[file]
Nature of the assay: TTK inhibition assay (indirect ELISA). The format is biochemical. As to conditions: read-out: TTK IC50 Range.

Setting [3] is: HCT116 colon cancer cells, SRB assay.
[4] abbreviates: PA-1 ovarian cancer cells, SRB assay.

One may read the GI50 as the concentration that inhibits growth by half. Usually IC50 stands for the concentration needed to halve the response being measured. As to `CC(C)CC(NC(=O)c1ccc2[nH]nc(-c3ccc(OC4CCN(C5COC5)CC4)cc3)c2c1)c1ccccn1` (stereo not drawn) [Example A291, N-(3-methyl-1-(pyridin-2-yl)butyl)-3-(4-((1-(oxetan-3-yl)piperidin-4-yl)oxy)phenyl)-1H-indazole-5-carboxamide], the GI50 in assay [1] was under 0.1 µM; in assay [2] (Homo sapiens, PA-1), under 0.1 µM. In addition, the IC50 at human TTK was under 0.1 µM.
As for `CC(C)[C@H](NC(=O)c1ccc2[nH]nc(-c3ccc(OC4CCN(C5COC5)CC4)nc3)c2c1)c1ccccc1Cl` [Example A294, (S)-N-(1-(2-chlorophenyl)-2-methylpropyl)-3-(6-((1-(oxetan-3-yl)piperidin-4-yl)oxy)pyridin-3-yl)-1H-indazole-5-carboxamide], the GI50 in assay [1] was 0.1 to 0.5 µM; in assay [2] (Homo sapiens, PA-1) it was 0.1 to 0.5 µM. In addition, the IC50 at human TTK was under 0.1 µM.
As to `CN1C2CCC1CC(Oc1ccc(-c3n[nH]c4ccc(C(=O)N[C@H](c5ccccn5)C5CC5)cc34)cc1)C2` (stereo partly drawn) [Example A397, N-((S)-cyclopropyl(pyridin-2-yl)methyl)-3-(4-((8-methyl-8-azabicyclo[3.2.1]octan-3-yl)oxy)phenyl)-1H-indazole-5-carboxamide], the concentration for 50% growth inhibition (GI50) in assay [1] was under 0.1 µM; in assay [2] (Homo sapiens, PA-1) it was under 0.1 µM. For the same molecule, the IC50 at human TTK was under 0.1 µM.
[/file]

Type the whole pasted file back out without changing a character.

Nature of the assay: TTK inhibition assay (indirect ELISA). The format is biochemical. As to conditions: read-out: TTK IC50 Range.

Setting [3] is: HCT116 colon cancer cells, SRB assay.
[4] abbreviates: PA-1 ovarian cancer cells, SRB assay.

One may read the GI50 as the concentration that inhibits growth by half. Usually IC50 stands for the concentration needed to halve the response being measured. As to `CC(C)CC(NC(=O)c1ccc2[nH]nc(-c3ccc(OC4CCN(C5COC5)CC4)cc3)c2c1)c1ccccn1` (stereo not drawn) [Example A291, N-(3-methyl-1-(pyridin-2-yl)butyl)-3-(4-((1-(oxetan-3-yl)piperidin-4-yl)oxy)phenyl)-1H-indazole-5-carboxamide], the GI50 in assay [1] was under 0.1 µM; in assay [2] (Homo sapiens, PA-1), under 0.1 µM. In addition, the IC50 at human TTK was under 0.1 µM.
As for `CC(C)[C@H](NC(=O)c1ccc2[nH]nc(-c3ccc(OC4CCN(C5COC5)CC4)nc3)c2c1)c1ccccc1Cl` [Example A294, (S)-N-(1-(2-chlorophenyl)-2-methylpropyl)-3-(6-((1-(oxetan-3-yl)piperidin-4-yl)oxy)pyridin-3-yl)-1H-indazole-5-carboxamide], the GI50 in assay [1] was 0.1 to 0.5 µM; in assay [2] (Homo sapiens, PA-1) it was 0.1 to 0.5 µM. In addition, the IC50 at human TTK was under 0.1 µM.
As to `CN1C2CCC1CC(Oc1ccc(-c3n[nH]c4ccc(C(=O)N[C@H](c5ccccn5)C5CC5)cc34)cc1)C2` (stereo partly drawn) [Example A397, N-((S)-cyclopropyl(pyridin-2-yl)methyl)-3-(4-((8-methyl-8-azabicyclo[3.2.1]octan-3-yl)oxy)phenyl)-1H-indazole-5-carboxamide], the concentration for 50% growth inhibition (GI50) in assay [1] was under 0.1 µM; in assay [2] (Homo sapiens, PA-1) it was under 0.1 µM. For the same molecule, the IC50 at human TTK was under 0.1 µM.